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Best Practice

In this section you will learn how to configure cert-manager to comply with popular security standards such as the CIS Kubernetes Benchmark, the NSA Kubernetes Hardening Guide, or the BSI Kubernetes Security Recommendations.

And you will learn about best practices for deploying cert-manager in production; such as those enforced by tools like Datree and its built in rules, and those documented by the likes of Learnk8s in their "Kubernetes production best practices" checklist.

Overview

The default cert-manager resources in the Helm chart or YAML manifests (Deployment, Pod, ServiceAccount etc) are designed for backwards compatibility rather than for best practice or maximum security. You may find that the default resources do not comply with the security policy on your Kubernetes cluster and in that case you can modify the installation configuration using Helm chart values to override the defaults.

Use Liveness Probes

An example of this recommendation is found in the Datree Documentation: Ensure each container has a configured liveness probe:

Liveness probes allow Kubernetes to determine when a pod should be replaced. They are fundamental in configuring a resilient cluster architecture.

The cert-manager webhook and controller Pods do have liveness probes, but only the webhook liveness probe is enabled by default. The cainjector Pod does not have a liveness probe, yet. More information below.

webhook

The cert-manager webhook has a liveness probe which is enabled by default and the timings and thresholds can be configured using Helm values.

controller

ℹī¸ The cert-manager controller liveness probe was introduced in cert-manager release 1.12.

The cert-manager controller has a liveness probe, but it is disabled by default. You can enable it using the Helm chart value livenessProbe.enabled=true, but first read the background information below.

đŸ“ĸ The controller liveness probe is a new feature in cert-manager release 1.12 and it is disabled by default, as a precaution, in case it causes problems in the field. Please get in touch and tell is if you have enabled the controller liveness probe in production and tell us whether you would like it to be turned on by default. Tell us about any circumstances where the controller has become stuck and where the liveness probe has been necessary to automatically restart the process.

The liveness probe for the cert-manager controller is an HTTP probe which connects to the /livez endpoint of a healthz server which listens on port 9443 and runs in its own thread. The /livez endpoint currently reports the combined status of the following sub-systems and each sub-system has its own /livez endpoint. These are:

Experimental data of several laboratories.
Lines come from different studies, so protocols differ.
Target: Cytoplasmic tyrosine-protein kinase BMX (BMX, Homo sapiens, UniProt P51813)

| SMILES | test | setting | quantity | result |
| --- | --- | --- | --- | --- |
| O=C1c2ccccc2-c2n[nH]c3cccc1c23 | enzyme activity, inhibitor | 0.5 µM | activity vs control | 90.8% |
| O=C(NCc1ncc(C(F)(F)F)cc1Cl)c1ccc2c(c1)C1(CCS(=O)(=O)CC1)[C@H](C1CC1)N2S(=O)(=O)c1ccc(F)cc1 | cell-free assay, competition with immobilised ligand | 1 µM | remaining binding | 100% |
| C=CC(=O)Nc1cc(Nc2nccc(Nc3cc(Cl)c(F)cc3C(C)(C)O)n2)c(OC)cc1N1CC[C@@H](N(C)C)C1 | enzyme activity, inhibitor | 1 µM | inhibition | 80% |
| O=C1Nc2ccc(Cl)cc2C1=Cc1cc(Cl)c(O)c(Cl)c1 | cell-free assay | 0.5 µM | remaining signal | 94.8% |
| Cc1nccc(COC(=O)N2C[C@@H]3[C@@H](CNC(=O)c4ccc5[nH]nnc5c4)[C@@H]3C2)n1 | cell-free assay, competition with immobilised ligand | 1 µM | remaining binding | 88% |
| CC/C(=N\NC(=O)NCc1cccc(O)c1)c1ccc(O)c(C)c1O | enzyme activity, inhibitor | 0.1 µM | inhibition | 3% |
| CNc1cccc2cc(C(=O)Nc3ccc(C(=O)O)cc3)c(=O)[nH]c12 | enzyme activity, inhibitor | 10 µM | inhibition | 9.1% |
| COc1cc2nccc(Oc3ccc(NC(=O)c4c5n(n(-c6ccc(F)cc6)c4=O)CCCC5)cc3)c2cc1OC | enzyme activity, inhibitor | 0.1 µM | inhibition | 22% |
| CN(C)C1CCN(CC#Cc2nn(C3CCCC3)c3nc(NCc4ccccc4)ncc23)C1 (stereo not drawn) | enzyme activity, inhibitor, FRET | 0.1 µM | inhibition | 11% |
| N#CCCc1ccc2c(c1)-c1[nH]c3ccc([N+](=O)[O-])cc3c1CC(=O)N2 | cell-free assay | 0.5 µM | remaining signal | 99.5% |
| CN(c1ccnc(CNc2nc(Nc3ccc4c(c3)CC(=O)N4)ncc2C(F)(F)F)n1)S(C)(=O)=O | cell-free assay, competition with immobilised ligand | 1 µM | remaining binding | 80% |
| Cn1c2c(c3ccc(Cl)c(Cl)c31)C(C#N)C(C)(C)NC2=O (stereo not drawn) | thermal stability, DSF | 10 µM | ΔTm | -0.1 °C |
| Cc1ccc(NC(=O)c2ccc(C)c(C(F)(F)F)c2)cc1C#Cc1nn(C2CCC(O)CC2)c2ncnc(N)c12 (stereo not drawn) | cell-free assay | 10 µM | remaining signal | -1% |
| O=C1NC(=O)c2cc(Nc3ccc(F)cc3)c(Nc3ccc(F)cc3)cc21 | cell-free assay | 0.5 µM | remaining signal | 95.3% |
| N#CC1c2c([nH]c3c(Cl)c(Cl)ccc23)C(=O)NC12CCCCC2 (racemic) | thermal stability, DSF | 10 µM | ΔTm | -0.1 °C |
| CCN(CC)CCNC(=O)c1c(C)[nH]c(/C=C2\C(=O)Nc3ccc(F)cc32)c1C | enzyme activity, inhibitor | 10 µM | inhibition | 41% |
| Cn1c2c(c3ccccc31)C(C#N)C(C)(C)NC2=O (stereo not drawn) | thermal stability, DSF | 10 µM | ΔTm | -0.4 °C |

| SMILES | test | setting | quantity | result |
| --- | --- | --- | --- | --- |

• /livez/leaderElection: Returns an error if the leader election record has not been renewed or if the leader election thread has exited without also crashing the parent process.

ℹī¸ In future more sub-systems could be checked by the /livez endpoint, similar to how Kubernetes ensure logging is not blocked and have health checks for each controller.

📖 Read about how to access individual health checks and verbose status information (cert-manager uses the same healthz endpoint multiplexer as Kubernetes).

cainjector

The cainjector Pod does not have a liveness probe or a /livez healthz endpoint, but there is justification for it in the GitHub issue: cainjector in a zombie state after attempting to shut down. Please add your remarks to that issue if you have also experienced this specific problem, and add your remarks to Helm: Allow configuration of readiness, liveness and startup probes for all created Pods if you have a general request for a liveness probe in cainjector.

Background Information

The cert-manager controller process and the cainjector process, both use the Kubernetes leader election library, to ensure that only one replica of each process can be active at any one time. The Kubernetes control-plane components also use this library.

The leader election code runs in a loop in a separate thread (go routine). If it initially wins the leader election race and if it later fails to renew its leader election lease, it exits. If the leader election thread exits, all the other threads are gracefully shutdown and then the process exits. Similarly, if any of the other main threads exit unexpectedly, that will trigger the orderly shutdown of the remaining threads and the process will exit.

This adheres to the principle that Containers should crash when there's a fatal error. Kubernetes will restart the crashed container, and if it crashes repeatedly, there will be increasing time delays between successive restarts.

For this reason, the liveness probe should only be needed if there is a bug in this orderly shutdown process, or if there is a bug in one of the other threads which causes the process to deadlock and not shutdown.